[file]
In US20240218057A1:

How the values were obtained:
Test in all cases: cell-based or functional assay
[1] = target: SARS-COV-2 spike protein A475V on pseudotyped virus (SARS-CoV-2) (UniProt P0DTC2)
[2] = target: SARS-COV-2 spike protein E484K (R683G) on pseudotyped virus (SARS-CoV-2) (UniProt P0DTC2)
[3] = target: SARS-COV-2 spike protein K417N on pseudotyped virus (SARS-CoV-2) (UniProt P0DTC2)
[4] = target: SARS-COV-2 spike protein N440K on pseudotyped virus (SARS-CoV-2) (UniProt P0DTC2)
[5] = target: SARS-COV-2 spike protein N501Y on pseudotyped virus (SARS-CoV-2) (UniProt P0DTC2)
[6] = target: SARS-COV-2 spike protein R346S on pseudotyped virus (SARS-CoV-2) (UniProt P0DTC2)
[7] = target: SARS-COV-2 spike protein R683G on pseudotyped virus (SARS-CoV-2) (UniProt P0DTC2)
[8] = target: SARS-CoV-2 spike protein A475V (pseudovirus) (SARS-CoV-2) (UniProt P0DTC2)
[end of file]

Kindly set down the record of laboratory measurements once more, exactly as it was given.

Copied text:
In US20240218057A1:

How the values were obtained:
Test in all cases: cell-based or functional assay
[1] = target: SARS-COV-2 spike protein A475V on pseudotyped virus (SARS-CoV-2) (UniProt P0DTC2)
[2] = target: SARS-COV-2 spike protein E484K (R683G) on pseudotyped virus (SARS-CoV-2) (UniProt P0DTC2)
[3] = target: SARS-COV-2 spike protein K417N on pseudotyped virus (SARS-CoV-2) (UniProt P0DTC2)
[4] = target: SARS-COV-2 spike protein N440K on pseudotyped virus (SARS-CoV-2) (UniProt P0DTC2)
[5] = target: SARS-COV-2 spike protein N501Y on pseudotyped virus (SARS-CoV-2) (UniProt P0DTC2)
[6] = target: SARS-COV-2 spike protein R346S on pseudotyped virus (SARS-CoV-2) (UniProt P0DTC2)
[7] = target: SARS-COV-2 spike protein R683G on pseudotyped virus (SARS-CoV-2) (UniProt P0DTC2)
[8] = target: SARS-CoV-2 spike protein A475V (pseudovirus) (SARS-CoV-2) (UniProt P0DTC2)